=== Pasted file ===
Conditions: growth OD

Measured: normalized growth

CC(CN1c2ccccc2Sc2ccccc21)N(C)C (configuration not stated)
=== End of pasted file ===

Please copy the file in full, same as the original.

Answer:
Conditions: growth OD

Measured: normalized growth

CC(CN1c2ccccc2Sc2ccccc21)N(C)C (configuration not stated)